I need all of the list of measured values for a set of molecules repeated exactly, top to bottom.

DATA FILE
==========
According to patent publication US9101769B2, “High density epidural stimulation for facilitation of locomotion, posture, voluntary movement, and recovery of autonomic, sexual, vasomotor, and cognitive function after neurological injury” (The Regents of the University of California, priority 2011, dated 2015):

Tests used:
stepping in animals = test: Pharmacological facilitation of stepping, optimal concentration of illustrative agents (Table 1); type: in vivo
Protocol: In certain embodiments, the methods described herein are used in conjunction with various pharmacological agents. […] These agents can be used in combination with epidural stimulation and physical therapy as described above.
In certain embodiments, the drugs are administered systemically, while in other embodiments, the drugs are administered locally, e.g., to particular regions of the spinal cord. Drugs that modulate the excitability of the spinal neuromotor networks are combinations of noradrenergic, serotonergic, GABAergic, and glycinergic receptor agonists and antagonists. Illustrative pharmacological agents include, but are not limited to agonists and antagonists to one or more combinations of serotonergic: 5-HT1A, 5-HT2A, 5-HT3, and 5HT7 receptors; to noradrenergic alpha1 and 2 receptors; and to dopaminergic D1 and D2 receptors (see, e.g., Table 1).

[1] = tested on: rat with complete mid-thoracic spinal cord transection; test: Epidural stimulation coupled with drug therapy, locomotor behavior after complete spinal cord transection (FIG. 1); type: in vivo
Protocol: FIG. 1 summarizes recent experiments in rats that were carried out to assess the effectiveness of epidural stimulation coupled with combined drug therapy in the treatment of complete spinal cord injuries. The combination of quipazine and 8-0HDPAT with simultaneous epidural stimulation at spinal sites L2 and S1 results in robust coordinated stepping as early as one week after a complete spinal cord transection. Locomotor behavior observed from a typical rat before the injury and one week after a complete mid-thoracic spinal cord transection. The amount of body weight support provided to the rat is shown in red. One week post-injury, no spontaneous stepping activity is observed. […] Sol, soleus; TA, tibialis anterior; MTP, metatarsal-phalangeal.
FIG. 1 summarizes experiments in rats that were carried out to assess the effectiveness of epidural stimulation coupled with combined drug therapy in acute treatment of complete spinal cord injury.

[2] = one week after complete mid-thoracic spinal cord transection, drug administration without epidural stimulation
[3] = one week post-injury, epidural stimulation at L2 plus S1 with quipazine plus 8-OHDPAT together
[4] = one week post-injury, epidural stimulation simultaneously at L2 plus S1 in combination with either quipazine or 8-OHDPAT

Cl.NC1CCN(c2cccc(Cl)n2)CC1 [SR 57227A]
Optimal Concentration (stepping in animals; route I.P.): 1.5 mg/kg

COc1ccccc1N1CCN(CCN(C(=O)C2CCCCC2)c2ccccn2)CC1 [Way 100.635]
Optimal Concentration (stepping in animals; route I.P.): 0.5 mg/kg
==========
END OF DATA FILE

According to patent publication US9101769B2, “High density epidural stimulation for facilitation of locomotion, posture, voluntary movement, and recovery of autonomic, sexual, vasomotor, and cognitive function after neurological injury” (The Regents of the University of California, priority 2011, dated 2015):

Tests used:
stepping in animals = test: Pharmacological facilitation of stepping, optimal concentration of illustrative agents (Table 1); type: in vivo
Protocol: In certain embodiments, the methods described herein are used in conjunction with various pharmacological agents. […] These agents can be used in combination with epidural stimulation and physical therapy as described above.
In certain embodiments, the drugs are administered systemically, while in other embodiments, the drugs are administered locally, e.g., to particular regions of the spinal cord. Drugs that modulate the excitability of the spinal neuromotor networks are combinations of noradrenergic, serotonergic, GABAergic, and glycinergic receptor agonists and antagonists. Illustrative pharmacological agents include, but are not limited to agonists and antagonists to one or more combinations of serotonergic: 5-HT1A, 5-HT2A, 5-HT3, and 5HT7 receptors; to noradrenergic alpha1 and 2 receptors; and to dopaminergic D1 and D2 receptors (see, e.g., Table 1).

[1] = tested on: rat with complete mid-thoracic spinal cord transection; test: Epidural stimulation coupled with drug therapy, locomotor behavior after complete spinal cord transection (FIG. 1); type: in vivo
Protocol: FIG. 1 summarizes recent experiments in rats that were carried out to assess the effectiveness of epidural stimulation coupled with combined drug therapy in the treatment of complete spinal cord injuries. The combination of quipazine and 8-0HDPAT with simultaneous epidural stimulation at spinal sites L2 and S1 results in robust coordinated stepping as early as one week after a complete spinal cord transection. Locomotor behavior observed from a typical rat before the injury and one week after a complete mid-thoracic spinal cord transection. The amount of body weight support provided to the rat is shown in red. One week post-injury, no spontaneous stepping activity is observed. […] Sol, soleus; TA, tibialis anterior; MTP, metatarsal-phalangeal.
FIG. 1 summarizes experiments in rats that were carried out to assess the effectiveness of epidural stimulation coupled with combined drug therapy in acute treatment of complete spinal cord injury.

[2] = one week after complete mid-thoracic spinal cord transection, drug administration without epidural stimulation
[3] = one week post-injury, epidural stimulation at L2 plus S1 with quipazine plus 8-OHDPAT together
[4] = one week post-injury, epidural stimulation simultaneously at L2 plus S1 in combination with either quipazine or 8-OHDPAT

Cl.NC1CCN(c2cccc(Cl)n2)CC1 [SR 57227A]
Optimal Concentration (stepping in animals; route I.P.): 1.5 mg/kg

COc1ccccc1N1CCN(CCN(C(=O)C2CCCCC2)c2ccccn2)CC1 [Way 100.635]
Optimal Concentration (stepping in animals; route I.P.): 0.5 mg/kg